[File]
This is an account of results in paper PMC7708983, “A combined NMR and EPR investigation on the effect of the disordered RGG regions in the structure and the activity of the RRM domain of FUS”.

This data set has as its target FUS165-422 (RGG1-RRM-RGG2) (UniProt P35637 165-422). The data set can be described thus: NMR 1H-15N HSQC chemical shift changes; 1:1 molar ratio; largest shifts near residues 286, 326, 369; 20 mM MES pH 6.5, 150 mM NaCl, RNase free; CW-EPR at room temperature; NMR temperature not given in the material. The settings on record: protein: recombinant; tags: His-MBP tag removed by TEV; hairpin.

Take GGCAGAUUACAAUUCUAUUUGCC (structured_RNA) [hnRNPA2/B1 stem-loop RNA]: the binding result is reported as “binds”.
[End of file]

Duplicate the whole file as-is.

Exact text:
This is an account of results in paper PMC7708983, “A combined NMR and EPR investigation on the effect of the disordered RGG regions in the structure and the activity of the RRM domain of FUS”.

This data set has as its target FUS165-422 (RGG1-RRM-RGG2) (UniProt P35637 165-422). The data set can be described thus: NMR 1H-15N HSQC chemical shift changes; 1:1 molar ratio; largest shifts near residues 286, 326, 369; 20 mM MES pH 6.5, 150 mM NaCl, RNase free; CW-EPR at room temperature; NMR temperature not given in the material. The settings on record: protein: recombinant; tags: His-MBP tag removed by TEV; hairpin.

Take GGCAGAUUACAAUUCUAUUUGCC (structured_RNA) [hnRNPA2/B1 stem-loop RNA]: the binding result is reported as “binds”.